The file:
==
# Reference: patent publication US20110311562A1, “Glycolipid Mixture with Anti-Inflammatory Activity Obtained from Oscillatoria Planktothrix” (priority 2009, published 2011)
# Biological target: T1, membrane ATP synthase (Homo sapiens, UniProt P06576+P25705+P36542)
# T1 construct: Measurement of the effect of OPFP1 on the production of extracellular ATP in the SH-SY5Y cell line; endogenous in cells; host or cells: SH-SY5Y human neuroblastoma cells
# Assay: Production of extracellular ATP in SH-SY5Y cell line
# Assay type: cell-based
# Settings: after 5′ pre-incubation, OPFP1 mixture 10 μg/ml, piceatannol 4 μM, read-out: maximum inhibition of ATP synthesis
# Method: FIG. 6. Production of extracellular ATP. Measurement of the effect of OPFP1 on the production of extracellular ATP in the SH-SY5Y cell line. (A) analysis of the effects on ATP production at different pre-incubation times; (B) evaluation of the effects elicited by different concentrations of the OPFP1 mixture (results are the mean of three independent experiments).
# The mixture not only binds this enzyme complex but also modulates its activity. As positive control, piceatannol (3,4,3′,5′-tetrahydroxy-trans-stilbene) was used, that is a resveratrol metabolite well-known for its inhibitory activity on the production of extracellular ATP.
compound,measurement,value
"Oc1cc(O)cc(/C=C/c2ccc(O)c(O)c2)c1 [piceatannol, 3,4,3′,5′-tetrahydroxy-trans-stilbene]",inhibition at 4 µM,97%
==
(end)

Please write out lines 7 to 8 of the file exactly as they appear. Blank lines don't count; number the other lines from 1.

# Method: FIG. 6. Production of extracellular ATP. Measurement of the effect of OPFP1 on the production of extracellular ATP in the SH-SY5Y cell line. (A) analysis of the effects on ATP production at different pre-incubation times; (B) evaluation of the effects elicited by different concentrations of the OPFP1 mixture (results are the mean of three independent experiments).
# The mixture not only binds this enzyme complex but also modulates its activity. As positive control, piceatannol (3,4,3′,5′-tetrahydroxy-trans-stilbene) was used, that is a resveratrol metabolite well-known for its inhibitory activity on the production of extracellular ATP.